New Year’s resolutions matter so much as we prize cycles of time. I for one lay my loyalty at the feet of the watch face and the minute hand. New Year’s Eve is my favorite celebration. Through the fog of sequins, glitter, and champagne, this is a gala that looks back and forward. Resolutions are a metronome through which we can tunnel back into past visions of ourselves and forward into imagined horizons.
I’ve asked six Bay Area writers to share their resolutions.
Kai Carlson-Wee, San Francisco
I’m sitting here on Christmas Eve in snowy Minnesota watching Die Hard. Bruce Willis has killed a few German terrorists and is plotting to blow up a skyscraper. The surface-level plot of the movie is about good vs. evil, wayward American heroes vs. meticulous international villains. But the deeper plot is about a man’s inability to accept change in his life. The popularity of this film is largely about the action scenes and classic one-liners (“Yippee ki-yay, motherfucker”), but the enduring affection for the film is due to Willis’ character: a man who can’t bring himself to reconcile with his estranged wife, too stubborn to change his perspective until he is pushed to the edge.
Every year around this time I write up a few basic things I want to improve on. Maybe I decide to quit drinking. Maybe I promise to eat more salads. But inevitably, after a few weeks, the old habits start creeping back into my life. So what’s the point of New Year’s? Why do we promise ourselves improvements when we know the resolutions won’t stick? I think in many ways resolutions are less about superficial contracts and more about a desire to change. We want a license to do something radical, to “change your life,” as the poet Rilke says.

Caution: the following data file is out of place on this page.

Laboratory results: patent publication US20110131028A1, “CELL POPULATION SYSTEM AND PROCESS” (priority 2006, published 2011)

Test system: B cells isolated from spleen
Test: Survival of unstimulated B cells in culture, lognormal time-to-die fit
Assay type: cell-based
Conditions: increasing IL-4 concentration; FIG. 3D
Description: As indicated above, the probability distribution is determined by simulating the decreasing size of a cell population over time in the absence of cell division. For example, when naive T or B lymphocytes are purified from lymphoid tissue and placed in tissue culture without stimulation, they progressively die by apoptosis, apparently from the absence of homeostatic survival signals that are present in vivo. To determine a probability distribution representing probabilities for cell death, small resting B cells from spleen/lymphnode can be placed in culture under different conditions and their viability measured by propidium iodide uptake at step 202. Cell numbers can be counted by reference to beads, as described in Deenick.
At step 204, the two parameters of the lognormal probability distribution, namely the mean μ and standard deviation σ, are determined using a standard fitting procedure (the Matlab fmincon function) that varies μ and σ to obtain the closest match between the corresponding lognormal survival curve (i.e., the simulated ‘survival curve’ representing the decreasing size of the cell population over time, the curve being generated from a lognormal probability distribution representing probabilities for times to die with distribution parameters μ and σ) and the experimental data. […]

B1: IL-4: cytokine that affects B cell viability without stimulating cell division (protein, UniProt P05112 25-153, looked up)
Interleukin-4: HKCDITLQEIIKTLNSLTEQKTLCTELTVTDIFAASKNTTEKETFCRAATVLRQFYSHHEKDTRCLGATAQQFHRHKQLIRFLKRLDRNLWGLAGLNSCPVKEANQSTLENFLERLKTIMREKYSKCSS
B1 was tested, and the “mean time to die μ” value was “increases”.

So this year, in the spirit of Die Hard, instead of listing ways to improve, I want to think of ways I can accept more change in my life. I want to be willing to take more risks. I want to allow myself to be open to new people, to empathize more deeply with strangers. I want to pay more attention to symbols and vague interactions with fate. I want to quit worrying about my ideal self, and start thinking about the direction my soul is evolving. I want to get down with this existential stuff, because, honestly, I’m tired of trying to be better. In a year that has been so full of violence and superficial chaos, I want my New Year’s Resolution to be more about making mistakes, writing some weird shit, f-cking up, and allowing myself transformation. Not in a machine-gun glory kind of way, but in real way that pushes me to risk being honest, to love the world more deeply, and to welcome the change.
Kai Carlson-Wee’s first book of poems ‘Rail‘ is out from BOA Editions in April 2018.
Zahra Noorbakhsh, Oakland